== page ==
I have little kids, ages 7 and almost 5. This essentially means that, in attempting to raise them, I say the same things a lot, eat the same things a lot, and watch the same things a lot. It means other things too (like leg hugs) but we’ll just focus on the routine, repetitive nature of young humans.
Not unlike a lot of kids, mine love Disney. I think my current movie-viewing count is approximately three gazillion and my song-listening count is double that. Some of these Disney characters, lines, and themes are now forever emblazoned in my mind. They say when you learn another language you start dreaming in it. My wife recently heard me muttering something about a witch and a poison apple, so it seems I am now fluent in Disney.
Over the last year or so, Frozen has been ubiquitous. Interestingly, as Early Action and Early Decision deadlines approach, I think this movie has a lot to say about the admission process.
As you are probably aware, Elsa, the newly crowned queen, flees Arendelle in an attempt to begin a new, freer life for herself. She sings her passionate and cathartic song, “Let It Go,” as she creates an incredibly majestic ice paradise on the North Mountain.
When it comes to writing your college essays this year, I hope you will remember that scene and phrase.
You will hear supposed experts tell you to “be yourself” as you write. I think that is well-intentioned but dreadfully vague advice. To be more specific: Admission counselors want to hear YOUR voice and understand YOUR background.
All her life Elsa had been controlled and suppressed, and it was not until she left Arendelle that she could truly create something unique and beautiful. (Granted [spoiler alert!], she created an even greater masterpiece when she came back later and saved her kingdom and sister, but let’s not get ahead of ourselves.)
You should absolutely ask others for their opinions and editing suggestions but don’t let them steal the power of YOUR story. Neither course choice nor course performance nor test scores nor extracurricular activities (that’s a lot of nors, I realize) convey you as an individual. Those details and attributes may trace a silhouette, but it’s your essay that colors in the full picture of how you are unique from the thousands of other applicants. Since very few schools interview students, think of your essay as an opportunity for the admission reader to really HEAR YOU.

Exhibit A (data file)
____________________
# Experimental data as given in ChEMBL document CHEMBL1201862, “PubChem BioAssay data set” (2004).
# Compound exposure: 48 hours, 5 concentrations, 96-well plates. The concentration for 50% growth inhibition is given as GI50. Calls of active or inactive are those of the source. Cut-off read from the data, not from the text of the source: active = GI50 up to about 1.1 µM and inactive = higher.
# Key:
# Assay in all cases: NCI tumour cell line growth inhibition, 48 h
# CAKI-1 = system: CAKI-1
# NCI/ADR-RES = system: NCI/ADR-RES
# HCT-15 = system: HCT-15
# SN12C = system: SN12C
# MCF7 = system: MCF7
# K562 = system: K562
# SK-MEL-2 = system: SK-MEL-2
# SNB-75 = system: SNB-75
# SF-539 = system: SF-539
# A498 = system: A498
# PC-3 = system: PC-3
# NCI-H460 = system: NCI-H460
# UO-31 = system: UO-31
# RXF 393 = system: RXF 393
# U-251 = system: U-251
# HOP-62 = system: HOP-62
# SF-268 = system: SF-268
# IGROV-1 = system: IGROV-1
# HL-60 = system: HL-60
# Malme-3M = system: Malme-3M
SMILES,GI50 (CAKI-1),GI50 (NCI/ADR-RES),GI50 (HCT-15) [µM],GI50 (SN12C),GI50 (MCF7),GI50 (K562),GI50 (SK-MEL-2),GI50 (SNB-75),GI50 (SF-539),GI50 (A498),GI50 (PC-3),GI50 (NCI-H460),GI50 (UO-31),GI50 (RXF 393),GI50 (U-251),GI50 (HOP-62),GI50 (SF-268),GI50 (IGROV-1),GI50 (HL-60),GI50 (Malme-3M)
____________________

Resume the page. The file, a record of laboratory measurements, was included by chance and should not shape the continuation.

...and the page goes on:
The other lesson we can learn from Elsa about writing college essays is in her song “Let It Go.”
On the back end of the applications, we can see what percentage a student has completed. So when you finish detailing your extracurricular activities and biographical information, you may be 70 percent or more complete. But year in and year out, applications will sit at 90 percent or so for weeks leading up to a deadline.
My guess is, the angst and uncertainty revealed by this incomplete status emanate from the fact that the essay is the last thing students can control. Your grades are all but set, your testing and scores are likely done, and you either did or did not join that club or play that sport in your sophomore year. But the essay … ahhh, this you can still hold, continue to massage … and perhaps it’s the magic bullet that will tip the scales.
But the truth is the essay alone will not be what gets you in or keeps you out of a school.
So, here is my strong and earnest advice: Choose a topic you care about, draft, write, edit, ask for feedback, refine — and then “Let It Go.”
Recently, as I was en route to visit a high school, the counselor called my office to let me know their AV system was down. She was concerned the malfunction would jeopardize my slide presentation. My assistant assured her, “Don’t worry. He’ll just speak from the heart.” That’s what I’m hoping to do today regarding The Coalition for Access, Affordability and Success.
If you are skeptical: